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JungkaJungka Woodlands Festival: Indigenous Knowledge

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 A Ngadju ranger holds some recently eradicated noogoora burr (ABC Rural: Tara De Landgrafft) A Ngadju ranger holds some recently eradicated noogoora burr (ABC Rural: Tara De Landgrafft)
Words by: Soraya Bozzetto


Aboriginal history and Stewardship of the Great Western Woodlands

Aboriginal people have lived in the Great Western Woodlands for at least 22,000 years and their close relationship with this land is still alive today.

According to traditional rules and customs, Aboriginal people are responsible for the management of this land now and into the future. These traditions focus on principles of respect and preservation for long-term sustainable use. They are incorporated into dance, song and dreaming stories, and into the regulation of traditional use of the land’s varied resources.

In his map of 1940, well-known anthropologist Norman Tindale identified the traditional lands of nine different language groups within the boundary of what is now the Great Western Woodlands. These are the Kalaako, Kelamia, Maduwongga, Mirning, Nadjunmaia, Njakinjaki, Njunga, Tjeraridjal and Wudjari. Much of the area is subject to eight separate native title claims. 

James Schultz: Aboriginal Elder / Ngadju TourJames Schultz: Aboriginal Elder / Ngadju Tour

The largest of these is the Ngadju claim, covering nearly seven million hectares within the boundary of the Great Western woodlands. There are also a number of unregistered claims in the area.

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The Traditional Owners of a large part of the Great Western Woodlands, the Ngadju People, retain their knowledge of and connection to country. After an 18-year process, approximately 102,000 square kilometres surrounding Norseman was officially declared a Ngadju native title area by the Honourable Justice Marshall.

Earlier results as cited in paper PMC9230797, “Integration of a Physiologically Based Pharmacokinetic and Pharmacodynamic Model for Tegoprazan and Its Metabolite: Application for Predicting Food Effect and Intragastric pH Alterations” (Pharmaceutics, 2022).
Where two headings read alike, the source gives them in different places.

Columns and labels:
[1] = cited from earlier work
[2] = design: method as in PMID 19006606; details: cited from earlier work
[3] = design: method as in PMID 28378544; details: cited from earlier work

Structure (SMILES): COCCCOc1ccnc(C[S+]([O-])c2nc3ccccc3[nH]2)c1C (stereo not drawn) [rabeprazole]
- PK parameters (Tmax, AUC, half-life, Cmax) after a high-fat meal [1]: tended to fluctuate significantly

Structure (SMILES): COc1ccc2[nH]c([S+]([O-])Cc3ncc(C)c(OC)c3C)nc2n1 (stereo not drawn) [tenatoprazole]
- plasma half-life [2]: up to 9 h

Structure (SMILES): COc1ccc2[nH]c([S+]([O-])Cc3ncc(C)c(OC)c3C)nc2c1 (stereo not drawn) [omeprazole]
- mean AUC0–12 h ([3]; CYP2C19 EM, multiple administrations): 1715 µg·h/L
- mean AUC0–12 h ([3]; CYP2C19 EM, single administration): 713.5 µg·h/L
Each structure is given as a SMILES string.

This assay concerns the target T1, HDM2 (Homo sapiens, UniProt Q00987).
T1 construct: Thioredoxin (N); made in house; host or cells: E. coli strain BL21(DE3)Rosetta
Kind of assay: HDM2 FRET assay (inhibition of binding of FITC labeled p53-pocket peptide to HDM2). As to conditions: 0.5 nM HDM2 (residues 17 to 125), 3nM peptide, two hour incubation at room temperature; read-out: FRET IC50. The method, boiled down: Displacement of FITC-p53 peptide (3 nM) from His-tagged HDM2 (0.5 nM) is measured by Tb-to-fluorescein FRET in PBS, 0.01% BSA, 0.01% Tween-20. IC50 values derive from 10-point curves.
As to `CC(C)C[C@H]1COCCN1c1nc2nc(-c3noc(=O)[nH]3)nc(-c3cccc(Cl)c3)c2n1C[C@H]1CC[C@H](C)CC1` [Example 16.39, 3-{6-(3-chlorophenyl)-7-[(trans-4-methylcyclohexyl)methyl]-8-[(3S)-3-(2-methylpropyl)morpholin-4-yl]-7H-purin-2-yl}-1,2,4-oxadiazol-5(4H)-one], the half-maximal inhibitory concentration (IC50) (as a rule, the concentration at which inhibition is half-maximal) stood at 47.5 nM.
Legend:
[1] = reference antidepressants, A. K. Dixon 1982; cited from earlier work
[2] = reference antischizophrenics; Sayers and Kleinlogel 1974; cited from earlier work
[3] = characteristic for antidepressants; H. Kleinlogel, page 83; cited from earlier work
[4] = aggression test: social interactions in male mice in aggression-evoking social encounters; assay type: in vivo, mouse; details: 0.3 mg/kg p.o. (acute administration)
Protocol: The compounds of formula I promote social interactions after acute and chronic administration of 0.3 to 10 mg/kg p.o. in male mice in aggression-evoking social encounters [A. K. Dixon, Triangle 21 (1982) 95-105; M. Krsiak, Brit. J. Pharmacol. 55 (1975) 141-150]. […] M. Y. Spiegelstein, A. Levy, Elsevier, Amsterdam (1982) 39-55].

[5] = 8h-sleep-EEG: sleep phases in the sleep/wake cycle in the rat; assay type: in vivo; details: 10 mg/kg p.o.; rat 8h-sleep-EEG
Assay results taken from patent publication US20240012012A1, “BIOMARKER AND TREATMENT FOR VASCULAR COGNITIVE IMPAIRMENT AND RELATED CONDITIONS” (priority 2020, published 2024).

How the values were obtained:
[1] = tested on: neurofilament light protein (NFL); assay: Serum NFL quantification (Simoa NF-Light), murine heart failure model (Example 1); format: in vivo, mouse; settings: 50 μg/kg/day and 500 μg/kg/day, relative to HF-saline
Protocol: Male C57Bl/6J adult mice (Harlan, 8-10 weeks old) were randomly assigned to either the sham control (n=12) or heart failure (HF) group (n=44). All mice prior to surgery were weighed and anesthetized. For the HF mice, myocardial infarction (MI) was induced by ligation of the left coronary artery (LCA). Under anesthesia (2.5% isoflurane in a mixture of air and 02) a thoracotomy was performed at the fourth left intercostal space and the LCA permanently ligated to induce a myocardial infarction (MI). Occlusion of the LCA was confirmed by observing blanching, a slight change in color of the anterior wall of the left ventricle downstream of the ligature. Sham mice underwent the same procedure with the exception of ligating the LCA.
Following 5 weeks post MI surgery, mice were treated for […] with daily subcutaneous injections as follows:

Ngadju elder Sonny Graham was one of the people involved in starting the native title action almost two decades ago. "We can pass on our cultures, this is the important thing, to our children," he says.

At the Jungkajungka Festival, you will have the opportunity to learn about the local indigenous languages and the Ngadju conservation program with Mr Les Schultz. Mr Les Schultz is the coordinator of Ngadju Conservation and is passionate about seeing his people look after their land. He believes that Norseman needs to come together and work towards a better future for future generations. 



‘’I really like to work out on country, out there for my land, and give back to my culture.’’

Phillip Coghlan, Ngadju ranger team member
 


Nadju watertree near Norseman. Photo Donna MalecIMAGE: Nadju watertree near Norseman | Donna Malec

Ngadju Conservation is working with the broader Ngadju community to increase understanding of conservation and land management opportunities and assist in building capacity to achieve them.

Aboriginal people still camp and collect bush food in this region. There are significant sites and other physical reminders of this living association throughout the Great Western Woodlands.

Water trees were created when groups moving through an area jammed a rock into the fork of a sapling to create a bowl at the base of the multiple stems. As the tree grew, larger rocks were substituted until a sizable water dish was formed to provide vital pools of water in a dry landscape.